After years of legal wrangling, the U.S. Attorney's Office announced this week that it is moving to dismiss charges against longtime anti-gang activist Alex Sanchez. One of the most respected gang intervention leaders in the country, Sanchez was arrested in 2010 on charges of racketeering and conspiracy to commit murder.
Key evidence presented to a grand jury in the 2009 indictment of Alex Sanchez, executive director of Homies Unidos, contained "errors" that made it necessary to dismiss the charges, federal prosecutors said in a court filing Monday. Although neither the prosecution nor the defense would specify what the errors were, court documents outline a case built heavily on recorded telephone conversations in which participants referred to each other by nicknames.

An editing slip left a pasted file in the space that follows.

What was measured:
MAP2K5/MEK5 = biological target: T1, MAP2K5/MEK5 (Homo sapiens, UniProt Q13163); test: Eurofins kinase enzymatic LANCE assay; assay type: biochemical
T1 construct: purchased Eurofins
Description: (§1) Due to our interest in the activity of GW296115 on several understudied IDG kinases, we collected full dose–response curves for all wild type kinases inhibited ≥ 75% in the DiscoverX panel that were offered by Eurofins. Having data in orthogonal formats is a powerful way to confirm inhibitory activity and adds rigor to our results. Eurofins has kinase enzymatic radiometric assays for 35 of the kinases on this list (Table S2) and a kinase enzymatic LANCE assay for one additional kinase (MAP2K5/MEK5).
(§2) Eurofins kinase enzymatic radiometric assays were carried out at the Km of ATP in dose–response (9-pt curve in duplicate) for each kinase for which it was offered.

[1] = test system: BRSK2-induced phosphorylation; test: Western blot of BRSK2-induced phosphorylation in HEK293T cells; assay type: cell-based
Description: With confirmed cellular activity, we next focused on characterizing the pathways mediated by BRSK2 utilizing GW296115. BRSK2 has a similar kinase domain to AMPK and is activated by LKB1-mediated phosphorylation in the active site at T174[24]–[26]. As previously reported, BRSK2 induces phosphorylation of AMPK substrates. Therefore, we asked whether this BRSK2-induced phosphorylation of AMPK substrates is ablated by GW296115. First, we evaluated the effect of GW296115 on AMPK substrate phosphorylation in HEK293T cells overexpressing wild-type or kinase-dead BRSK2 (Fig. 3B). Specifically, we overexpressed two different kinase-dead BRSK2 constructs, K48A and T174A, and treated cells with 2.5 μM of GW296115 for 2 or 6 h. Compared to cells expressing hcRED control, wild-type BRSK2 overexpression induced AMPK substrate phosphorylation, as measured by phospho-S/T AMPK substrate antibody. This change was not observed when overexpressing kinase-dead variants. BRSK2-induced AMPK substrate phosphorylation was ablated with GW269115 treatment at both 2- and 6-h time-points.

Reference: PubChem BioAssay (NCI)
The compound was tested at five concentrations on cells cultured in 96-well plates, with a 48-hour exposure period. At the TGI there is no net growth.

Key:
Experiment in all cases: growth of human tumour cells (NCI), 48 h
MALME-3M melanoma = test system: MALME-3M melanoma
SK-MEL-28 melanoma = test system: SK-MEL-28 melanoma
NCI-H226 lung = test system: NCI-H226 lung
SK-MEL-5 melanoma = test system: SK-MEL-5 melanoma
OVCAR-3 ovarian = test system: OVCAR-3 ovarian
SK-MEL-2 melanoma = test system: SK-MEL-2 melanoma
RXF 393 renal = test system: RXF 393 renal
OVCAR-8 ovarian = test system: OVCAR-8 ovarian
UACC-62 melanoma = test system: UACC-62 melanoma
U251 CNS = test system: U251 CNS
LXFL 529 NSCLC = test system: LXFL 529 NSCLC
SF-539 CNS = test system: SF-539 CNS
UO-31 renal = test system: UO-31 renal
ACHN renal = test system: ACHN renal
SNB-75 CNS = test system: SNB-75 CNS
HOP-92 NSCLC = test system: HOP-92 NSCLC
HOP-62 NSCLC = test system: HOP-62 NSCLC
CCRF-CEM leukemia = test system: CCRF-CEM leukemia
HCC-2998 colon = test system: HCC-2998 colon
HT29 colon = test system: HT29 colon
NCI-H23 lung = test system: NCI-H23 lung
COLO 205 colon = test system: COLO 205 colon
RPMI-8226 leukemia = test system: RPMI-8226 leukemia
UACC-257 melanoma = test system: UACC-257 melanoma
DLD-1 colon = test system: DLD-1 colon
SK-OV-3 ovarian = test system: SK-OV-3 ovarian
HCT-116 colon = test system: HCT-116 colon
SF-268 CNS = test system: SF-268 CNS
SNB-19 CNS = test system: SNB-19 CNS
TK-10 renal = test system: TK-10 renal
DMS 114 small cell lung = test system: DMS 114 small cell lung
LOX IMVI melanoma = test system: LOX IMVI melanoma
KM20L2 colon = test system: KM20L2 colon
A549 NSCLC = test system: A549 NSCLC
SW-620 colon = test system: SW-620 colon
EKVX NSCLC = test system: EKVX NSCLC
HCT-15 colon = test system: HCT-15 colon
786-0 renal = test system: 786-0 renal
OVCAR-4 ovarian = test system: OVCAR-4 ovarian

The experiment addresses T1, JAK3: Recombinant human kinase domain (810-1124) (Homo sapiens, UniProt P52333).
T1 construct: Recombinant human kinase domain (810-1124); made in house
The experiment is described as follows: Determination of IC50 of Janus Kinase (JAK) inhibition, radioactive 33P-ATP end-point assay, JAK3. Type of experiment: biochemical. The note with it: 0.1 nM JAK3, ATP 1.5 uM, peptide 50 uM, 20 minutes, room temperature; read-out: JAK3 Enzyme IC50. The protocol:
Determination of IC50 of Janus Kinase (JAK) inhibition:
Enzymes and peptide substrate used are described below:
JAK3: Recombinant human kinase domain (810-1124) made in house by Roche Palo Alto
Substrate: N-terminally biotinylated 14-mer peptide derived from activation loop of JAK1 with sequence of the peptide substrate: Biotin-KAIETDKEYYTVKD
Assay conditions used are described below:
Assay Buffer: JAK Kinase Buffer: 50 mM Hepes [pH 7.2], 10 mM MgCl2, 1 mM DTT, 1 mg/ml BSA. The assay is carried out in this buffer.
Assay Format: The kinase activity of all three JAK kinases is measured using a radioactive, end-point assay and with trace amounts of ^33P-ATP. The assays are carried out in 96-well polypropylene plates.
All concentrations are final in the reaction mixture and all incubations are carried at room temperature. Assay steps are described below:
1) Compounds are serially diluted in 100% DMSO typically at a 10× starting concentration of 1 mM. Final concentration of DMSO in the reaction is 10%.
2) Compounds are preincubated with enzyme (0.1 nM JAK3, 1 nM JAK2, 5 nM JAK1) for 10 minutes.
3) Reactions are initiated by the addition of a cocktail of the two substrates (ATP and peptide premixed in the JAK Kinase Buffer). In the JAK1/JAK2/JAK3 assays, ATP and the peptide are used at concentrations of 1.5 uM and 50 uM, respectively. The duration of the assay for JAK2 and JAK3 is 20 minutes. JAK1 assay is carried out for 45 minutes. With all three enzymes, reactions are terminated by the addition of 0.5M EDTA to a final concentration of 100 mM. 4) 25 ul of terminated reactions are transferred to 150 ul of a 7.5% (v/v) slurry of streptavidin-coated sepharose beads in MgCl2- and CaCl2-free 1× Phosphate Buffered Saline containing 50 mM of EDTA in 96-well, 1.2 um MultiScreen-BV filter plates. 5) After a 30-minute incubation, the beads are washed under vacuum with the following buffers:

Federal authorities said that Sanchez was recorded as he helped leaders of the gang Mara Salvatrucha, or MS-13, plot the 2006 killing, and that he used the gang name Rebelde or Rebel.
Prosecutors filed the motion to dismiss Monday, and asked that the charges be dropped without prejudice, leaving the door open for them to file charges again in the future. Thom Mrozek, a spokesman for the U.S. attorney's office, said it was likely that new charges would be filed against Sanchez.
Sandra Hernandez points out in a Los Angeles Times op-ed this morning that Sanchez isn't out of the woods quite yet. He's scheduled for a hearing next month, at which prosecutors have suggested that they will refile new charges.